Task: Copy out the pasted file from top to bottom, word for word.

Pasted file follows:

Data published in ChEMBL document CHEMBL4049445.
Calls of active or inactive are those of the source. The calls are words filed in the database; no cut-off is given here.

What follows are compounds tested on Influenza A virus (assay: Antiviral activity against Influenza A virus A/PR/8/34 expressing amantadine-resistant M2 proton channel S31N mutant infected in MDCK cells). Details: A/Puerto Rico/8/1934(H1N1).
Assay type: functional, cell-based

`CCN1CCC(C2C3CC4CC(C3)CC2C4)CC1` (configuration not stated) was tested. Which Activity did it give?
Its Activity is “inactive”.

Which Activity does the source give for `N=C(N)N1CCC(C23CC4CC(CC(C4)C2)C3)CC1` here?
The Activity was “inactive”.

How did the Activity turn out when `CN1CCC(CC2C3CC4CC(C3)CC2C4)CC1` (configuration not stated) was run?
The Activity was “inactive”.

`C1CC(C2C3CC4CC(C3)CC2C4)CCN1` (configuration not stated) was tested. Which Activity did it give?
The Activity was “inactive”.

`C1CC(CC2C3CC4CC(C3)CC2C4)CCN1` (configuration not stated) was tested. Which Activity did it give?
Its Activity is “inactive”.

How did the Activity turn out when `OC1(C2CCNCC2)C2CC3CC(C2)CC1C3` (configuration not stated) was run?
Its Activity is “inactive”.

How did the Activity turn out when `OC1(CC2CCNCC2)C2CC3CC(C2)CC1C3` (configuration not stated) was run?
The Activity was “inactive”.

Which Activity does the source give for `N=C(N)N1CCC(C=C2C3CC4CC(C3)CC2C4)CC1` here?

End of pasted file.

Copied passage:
Data published in ChEMBL document CHEMBL4049445.
Calls of active or inactive are those of the source. The calls are words filed in the database; no cut-off is given here.

What follows are compounds tested on Influenza A virus (assay: Antiviral activity against Influenza A virus A/PR/8/34 expressing amantadine-resistant M2 proton channel S31N mutant infected in MDCK cells). Details: A/Puerto Rico/8/1934(H1N1).
Assay type: functional, cell-based

`CCN1CCC(C2C3CC4CC(C3)CC2C4)CC1` (configuration not stated) was tested. Which Activity did it give?
Its Activity is “inactive”.

Which Activity does the source give for `N=C(N)N1CCC(C23CC4CC(CC(C4)C2)C3)CC1` here?
The Activity was “inactive”.

How did the Activity turn out when `CN1CCC(CC2C3CC4CC(C3)CC2C4)CC1` (configuration not stated) was run?
The Activity was “inactive”.

`C1CC(C2C3CC4CC(C3)CC2C4)CCN1` (configuration not stated) was tested. Which Activity did it give?
The Activity was “inactive”.

`C1CC(CC2C3CC4CC(C3)CC2C4)CCN1` (configuration not stated) was tested. Which Activity did it give?
Its Activity is “inactive”.

How did the Activity turn out when `OC1(C2CCNCC2)C2CC3CC(C2)CC1C3` (configuration not stated) was run?
Its Activity is “inactive”.

How did the Activity turn out when `OC1(CC2CCNCC2)C2CC3CC(C2)CC1C3` (configuration not stated) was run?
The Activity was “inactive”.

Which Activity does the source give for `N=C(N)N1CCC(C=C2C3CC4CC(C3)CC2C4)CC1` here?